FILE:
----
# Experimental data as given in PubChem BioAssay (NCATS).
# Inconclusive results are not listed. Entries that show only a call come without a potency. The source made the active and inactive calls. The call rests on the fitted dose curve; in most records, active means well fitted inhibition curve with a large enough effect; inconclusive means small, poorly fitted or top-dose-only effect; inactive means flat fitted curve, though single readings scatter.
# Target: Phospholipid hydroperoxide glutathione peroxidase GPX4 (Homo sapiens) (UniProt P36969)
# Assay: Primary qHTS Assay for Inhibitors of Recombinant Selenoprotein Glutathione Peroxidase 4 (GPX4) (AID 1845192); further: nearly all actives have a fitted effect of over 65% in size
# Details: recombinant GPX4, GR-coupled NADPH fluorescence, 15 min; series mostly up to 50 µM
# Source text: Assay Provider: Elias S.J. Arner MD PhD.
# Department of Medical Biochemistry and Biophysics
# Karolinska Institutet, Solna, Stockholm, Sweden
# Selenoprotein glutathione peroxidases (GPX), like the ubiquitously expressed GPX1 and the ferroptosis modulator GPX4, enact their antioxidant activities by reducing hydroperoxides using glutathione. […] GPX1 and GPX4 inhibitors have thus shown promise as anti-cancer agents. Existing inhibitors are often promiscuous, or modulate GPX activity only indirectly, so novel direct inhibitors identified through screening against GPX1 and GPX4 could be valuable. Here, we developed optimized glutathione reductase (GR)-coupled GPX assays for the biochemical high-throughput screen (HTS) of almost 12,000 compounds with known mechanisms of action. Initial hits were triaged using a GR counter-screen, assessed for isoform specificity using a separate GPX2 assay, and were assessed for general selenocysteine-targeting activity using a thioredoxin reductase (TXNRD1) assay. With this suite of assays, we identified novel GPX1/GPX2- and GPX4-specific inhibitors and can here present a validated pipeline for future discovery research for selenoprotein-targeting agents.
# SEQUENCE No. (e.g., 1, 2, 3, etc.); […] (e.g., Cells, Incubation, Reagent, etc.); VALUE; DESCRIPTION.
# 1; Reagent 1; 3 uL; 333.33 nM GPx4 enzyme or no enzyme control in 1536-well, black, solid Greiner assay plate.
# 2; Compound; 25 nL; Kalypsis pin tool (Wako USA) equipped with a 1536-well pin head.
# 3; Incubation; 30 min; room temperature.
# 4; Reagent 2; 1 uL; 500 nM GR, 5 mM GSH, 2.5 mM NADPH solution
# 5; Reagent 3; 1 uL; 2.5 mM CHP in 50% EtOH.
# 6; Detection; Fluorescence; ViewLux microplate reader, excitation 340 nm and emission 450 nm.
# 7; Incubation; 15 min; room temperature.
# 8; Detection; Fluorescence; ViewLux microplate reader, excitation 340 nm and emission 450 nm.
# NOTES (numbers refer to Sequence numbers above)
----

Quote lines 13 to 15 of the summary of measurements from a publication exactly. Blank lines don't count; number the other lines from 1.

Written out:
# 3; Incubation; 30 min; room temperature.
# 4; Reagent 2; 1 uL; 500 nM GR, 5 mM GSH, 2.5 mM NADPH solution
# 5; Reagent 3; 1 uL; 2.5 mM CHP in 50% EtOH.